Real Estate Sits Out ’08 Race—For Now

During a June 18 appearance on CNBC’s Squawk Box, Steven Roth, New York real estate kingpin and the chairman and CEO of Vornado Realty Trust, suggested that a President Barack Obama could lead the United States out of its economic imbroglio.

“President Obama comes in, O.K.—that’s not a political prediction by the way, this is just a fantasy—and somehow or other, he does what he says he was going to do. He gets us out of the war,” began Mr. Roth in his heavily inflected New Yorkese.

In Mr. Roth’s imagined course of events—related to a deeply skeptical roundtable of pundits—the future president would use the billions of dollars that aren’t wasted overseas, coupled with increased tax revenues, to pay down the deficit. Then, “interest rates start to go down, the dollar starts to go up, commodities [and] oil start to tip over, the stock market doubles. Congratulations.” President Obama saves the day.

Does Mr. Roth really believe that, or was it merely whimsy? We can’t know for sure because Mr. Roth won’t tell us. But federal campaign finance records indicate that he has yet to contribute a dime to the Obama campaign. Even more confounding, a month before his apparently pro-Obama comments, Mr. Roth donated $2,300 to the Illinois senator’s rival, Arizona Republican John McCain.

Mr. Roth’s seemingly conflicted view of the presidential race is not unique in New York City, rife as it is with torn identities. As developer Jed Walentas pointed out, real estate bigwigs are wealthy (Republican), often Jewish (Democratic), city dwellers (Democratic), pro-business (Republican), socially liberal (Democratic). … What’s a dear tycoon to do?

Mr. Walentas himself is divided, though he does seem to be leaning McCain-ward.

“From a policy standpoint, not that I agree with everything he thinks, I generally have more in common with John McCain’s policies,” he said, pointing to smaller government, lower taxes and free trade. “I think with Obama there’s more risk, and more potential upside in having a fresh approach and energizing a part of the country that generally feels disenfranchised.”

Steven Spinola, president of the Real Estate Board of New York, said he expected his organization’s members to be similarly divided.

“I wouldn’t be surprised to see donations to more than one candidate by individuals, simply because neither one has, I think, a terrible message for the industry,” he said. “It’s based on whether they’re driven by pocketbook issues or social issues.”

And what are these pocketbook issues? Well, the real estate industry isn’t particularly fond of higher capital gains taxes and would be loath to see anything happen to its coveted 1031 tax deferral, which allows building sellers to postpone paying capital gains taxes if they reinvest the revenue into other property.

But perhaps what’s most striking about the real estate industry’s behavior in 2008 is its utter lack of political activity. In marked contrast to 2007, when New Yorkers had two hometown heroes running for the nation’s highest office, donations have dried up.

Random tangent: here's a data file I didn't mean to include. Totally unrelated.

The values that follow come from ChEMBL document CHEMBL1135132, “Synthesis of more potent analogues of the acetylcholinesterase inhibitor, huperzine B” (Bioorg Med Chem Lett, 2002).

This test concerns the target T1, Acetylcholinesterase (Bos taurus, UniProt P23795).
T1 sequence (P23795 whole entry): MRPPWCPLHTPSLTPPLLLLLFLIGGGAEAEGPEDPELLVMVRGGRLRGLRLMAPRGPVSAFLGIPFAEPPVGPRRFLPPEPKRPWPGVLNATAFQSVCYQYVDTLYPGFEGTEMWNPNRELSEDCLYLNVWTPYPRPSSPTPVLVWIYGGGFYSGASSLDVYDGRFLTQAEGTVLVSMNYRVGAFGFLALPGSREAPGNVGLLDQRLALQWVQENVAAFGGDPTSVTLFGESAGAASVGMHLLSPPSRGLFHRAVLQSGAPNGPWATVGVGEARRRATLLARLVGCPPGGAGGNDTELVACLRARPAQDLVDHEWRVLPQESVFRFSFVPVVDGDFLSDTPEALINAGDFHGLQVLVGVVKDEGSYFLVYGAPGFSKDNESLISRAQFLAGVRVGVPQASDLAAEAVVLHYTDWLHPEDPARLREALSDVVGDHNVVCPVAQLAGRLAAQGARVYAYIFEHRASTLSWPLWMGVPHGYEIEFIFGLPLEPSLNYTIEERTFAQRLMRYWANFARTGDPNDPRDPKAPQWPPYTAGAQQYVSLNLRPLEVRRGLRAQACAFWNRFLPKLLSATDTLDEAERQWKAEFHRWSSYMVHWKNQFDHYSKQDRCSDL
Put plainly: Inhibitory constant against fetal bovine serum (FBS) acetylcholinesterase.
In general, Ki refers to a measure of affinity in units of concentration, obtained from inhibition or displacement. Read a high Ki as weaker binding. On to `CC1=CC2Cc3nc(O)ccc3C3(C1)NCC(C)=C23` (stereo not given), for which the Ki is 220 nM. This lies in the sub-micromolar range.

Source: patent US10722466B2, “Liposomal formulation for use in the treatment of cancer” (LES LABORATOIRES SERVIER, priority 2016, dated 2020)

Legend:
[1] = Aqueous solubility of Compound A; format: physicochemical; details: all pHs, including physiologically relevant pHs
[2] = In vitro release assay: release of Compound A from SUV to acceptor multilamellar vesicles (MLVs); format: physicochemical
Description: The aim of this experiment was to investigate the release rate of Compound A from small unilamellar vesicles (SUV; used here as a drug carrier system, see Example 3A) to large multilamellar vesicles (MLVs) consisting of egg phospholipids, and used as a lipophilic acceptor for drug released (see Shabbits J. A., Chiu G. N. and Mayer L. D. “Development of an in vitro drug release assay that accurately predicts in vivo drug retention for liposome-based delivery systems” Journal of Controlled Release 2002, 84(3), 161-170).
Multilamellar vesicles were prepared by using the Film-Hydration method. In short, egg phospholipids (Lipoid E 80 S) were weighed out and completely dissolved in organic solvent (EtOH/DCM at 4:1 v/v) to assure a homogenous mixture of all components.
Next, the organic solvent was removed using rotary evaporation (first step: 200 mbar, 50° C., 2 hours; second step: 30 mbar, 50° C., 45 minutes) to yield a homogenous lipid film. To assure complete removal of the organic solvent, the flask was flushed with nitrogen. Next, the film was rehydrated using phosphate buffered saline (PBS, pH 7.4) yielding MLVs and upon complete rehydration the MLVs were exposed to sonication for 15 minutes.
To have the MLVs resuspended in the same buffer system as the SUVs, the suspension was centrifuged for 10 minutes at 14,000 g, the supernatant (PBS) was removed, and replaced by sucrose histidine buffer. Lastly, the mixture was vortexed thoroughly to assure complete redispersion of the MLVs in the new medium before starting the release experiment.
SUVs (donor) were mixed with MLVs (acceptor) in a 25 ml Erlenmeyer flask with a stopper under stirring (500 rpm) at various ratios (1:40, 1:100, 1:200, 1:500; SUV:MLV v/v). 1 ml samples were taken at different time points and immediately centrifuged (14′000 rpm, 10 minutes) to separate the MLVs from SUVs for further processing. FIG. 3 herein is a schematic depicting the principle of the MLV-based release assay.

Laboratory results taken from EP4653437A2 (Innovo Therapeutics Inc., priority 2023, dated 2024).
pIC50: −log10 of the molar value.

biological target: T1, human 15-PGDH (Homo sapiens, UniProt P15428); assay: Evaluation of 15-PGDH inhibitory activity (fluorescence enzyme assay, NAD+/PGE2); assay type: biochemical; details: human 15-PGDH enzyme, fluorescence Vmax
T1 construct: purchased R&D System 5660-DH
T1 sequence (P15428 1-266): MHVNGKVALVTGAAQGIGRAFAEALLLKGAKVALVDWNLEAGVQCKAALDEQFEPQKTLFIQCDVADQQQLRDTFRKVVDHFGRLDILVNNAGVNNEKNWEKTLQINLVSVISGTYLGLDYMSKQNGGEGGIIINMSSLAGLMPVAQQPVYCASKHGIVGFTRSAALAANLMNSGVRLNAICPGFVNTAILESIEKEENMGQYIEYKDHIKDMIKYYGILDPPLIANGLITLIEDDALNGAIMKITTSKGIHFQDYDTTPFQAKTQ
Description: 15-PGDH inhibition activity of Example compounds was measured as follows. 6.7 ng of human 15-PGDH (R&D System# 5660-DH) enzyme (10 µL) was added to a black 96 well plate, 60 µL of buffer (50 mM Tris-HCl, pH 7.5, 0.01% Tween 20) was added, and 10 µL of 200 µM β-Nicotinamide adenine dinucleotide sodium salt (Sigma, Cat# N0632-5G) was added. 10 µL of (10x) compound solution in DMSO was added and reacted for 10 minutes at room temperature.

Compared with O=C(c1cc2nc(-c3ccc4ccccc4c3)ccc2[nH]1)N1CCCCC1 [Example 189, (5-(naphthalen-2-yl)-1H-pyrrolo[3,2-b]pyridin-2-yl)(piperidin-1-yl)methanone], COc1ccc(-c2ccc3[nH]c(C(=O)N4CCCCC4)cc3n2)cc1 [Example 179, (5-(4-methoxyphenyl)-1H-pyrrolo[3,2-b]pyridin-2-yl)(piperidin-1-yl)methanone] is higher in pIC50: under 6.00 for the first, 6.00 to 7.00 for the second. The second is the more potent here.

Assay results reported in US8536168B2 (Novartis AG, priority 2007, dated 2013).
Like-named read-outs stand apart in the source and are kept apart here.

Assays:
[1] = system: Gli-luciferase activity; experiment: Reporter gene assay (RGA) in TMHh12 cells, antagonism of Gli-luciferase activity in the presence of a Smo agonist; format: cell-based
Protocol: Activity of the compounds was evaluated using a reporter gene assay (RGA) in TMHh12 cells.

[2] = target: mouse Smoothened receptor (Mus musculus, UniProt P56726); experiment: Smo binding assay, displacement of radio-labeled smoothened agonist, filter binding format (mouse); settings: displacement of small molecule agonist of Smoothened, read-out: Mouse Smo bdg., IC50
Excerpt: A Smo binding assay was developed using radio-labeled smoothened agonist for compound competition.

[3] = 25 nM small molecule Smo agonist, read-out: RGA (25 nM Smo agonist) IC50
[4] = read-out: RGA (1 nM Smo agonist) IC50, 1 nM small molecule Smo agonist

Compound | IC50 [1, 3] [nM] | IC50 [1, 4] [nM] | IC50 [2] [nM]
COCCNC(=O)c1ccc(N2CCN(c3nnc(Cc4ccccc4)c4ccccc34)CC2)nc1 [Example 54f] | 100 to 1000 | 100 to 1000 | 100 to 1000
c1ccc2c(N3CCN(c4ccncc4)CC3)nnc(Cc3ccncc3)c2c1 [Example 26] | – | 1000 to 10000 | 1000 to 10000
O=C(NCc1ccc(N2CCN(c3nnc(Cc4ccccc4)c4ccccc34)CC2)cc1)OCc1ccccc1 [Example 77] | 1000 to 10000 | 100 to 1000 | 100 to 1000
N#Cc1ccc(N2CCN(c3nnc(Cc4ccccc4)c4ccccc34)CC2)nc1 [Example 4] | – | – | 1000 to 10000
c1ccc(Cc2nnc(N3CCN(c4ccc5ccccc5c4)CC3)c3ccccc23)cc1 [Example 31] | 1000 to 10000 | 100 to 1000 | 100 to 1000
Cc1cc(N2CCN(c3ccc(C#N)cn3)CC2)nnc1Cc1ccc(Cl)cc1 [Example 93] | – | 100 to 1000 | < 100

There are a few exceptions—the organic-farming landlord Douglas Durst recently donated $1,000 to Obama; dynasties the LeFraks and the Trumps have this year shown consistent support for McCain (both families declined to comment). But they’re outweighed by the silent majority of 2008, which has sat on the sidelines, its closed wallet planted firmly underneath its ambivalent behind, donating nary a penny to either the Obama or the McCain camp.

That majority includes SL Green’s chairman, Stephen Green; the Olnick family; Related’s chairman and CEO, Stephen Ross, and president, Jeff Blau; Jack and William Rudin; Tishman Speyer’s Jerry and Rob Speyer and Robert Tishman; Brookfield Properties’ president and CEO, Ric Clark; Boston Properties’ CEO and director, Edward Linde; Extell Development’s president, Gary Barnett; Harry and Billy Macklowe; Larry Silverstein; Bruce Ratner; Sheldon Solow; and, aside from one bizarre $2,300 donation to Mike Huckabee in January, Arthur and William Zeckendorf.

That may soon change. The Obama campaign is making a serious effort to reach out to the industry. On June 27, Obama fund-raisers Hildy Kuryk and Bridget Siegel e-mailed an invite to what they called “important members of the New York real estate community” for a “lunch meeting with Obama Campaign Finance Chairwoman Penny Pritzker on Tuesday, July 1st at 12PM hosted by Jeff Gural.”

Mr. Roth, Mr. Durst, developer Donald Capoccia and Bill Rudin were among the roughly 30 who attended, according to sources.

Mr. Gural, the chairman of Newmark Knight Frank, is not undecided. A onetime Hillary supporter, he’s now squarely in the Obama camp, and if he had his way, the rest of New York real estate would join him.

“I guess you could argue that wealthy people like myself are better off with Republicans in power,” Mr. Gural said. “But right now, the middle class is suffering, and I think Obama is someone who has the energy and hopefully a different approach than we’ve seen from the Republican party over the past seven and a half years.

“I don’t know any of my friends who have their children over there [at war],” Mr. Gural continued. “Those of us who are wealthy could at least step up to the plate and ask to pay for the war, since the other people are sending children and husbands and wives to fight.”

drubinstein@observer.com

Real Estate Sits Out ’08 Race—For Now